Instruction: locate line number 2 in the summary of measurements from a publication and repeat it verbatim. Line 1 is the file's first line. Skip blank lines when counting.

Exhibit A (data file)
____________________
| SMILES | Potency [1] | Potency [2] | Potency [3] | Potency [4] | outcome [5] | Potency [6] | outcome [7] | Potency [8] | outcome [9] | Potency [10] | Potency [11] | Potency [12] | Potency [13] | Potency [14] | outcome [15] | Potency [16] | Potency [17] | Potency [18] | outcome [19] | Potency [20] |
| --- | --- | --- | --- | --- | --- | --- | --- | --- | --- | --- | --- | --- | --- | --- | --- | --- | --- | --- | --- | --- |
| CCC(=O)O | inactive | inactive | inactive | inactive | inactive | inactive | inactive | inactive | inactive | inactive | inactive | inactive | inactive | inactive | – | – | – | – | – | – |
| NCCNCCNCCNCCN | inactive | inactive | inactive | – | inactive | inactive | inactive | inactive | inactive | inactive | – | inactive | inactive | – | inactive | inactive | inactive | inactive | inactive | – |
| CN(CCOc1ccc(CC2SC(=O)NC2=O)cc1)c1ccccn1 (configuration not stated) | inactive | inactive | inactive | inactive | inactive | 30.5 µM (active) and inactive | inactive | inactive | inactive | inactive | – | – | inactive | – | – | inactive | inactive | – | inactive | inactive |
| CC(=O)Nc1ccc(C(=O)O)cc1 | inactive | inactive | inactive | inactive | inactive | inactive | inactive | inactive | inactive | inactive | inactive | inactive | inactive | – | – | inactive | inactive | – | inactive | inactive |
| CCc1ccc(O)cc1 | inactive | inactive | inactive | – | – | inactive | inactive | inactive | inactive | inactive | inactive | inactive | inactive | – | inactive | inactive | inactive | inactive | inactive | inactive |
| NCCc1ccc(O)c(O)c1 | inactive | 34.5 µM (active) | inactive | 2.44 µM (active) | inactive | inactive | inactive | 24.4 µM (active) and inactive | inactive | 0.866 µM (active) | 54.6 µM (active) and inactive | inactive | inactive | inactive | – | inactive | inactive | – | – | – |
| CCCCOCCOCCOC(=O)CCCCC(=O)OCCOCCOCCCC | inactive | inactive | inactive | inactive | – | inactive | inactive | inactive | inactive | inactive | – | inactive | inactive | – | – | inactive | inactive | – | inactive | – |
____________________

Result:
| --- | --- | --- | --- | --- | --- | --- | --- | --- | --- | --- | --- | --- | --- | --- | --- | --- | --- | --- | --- | --- |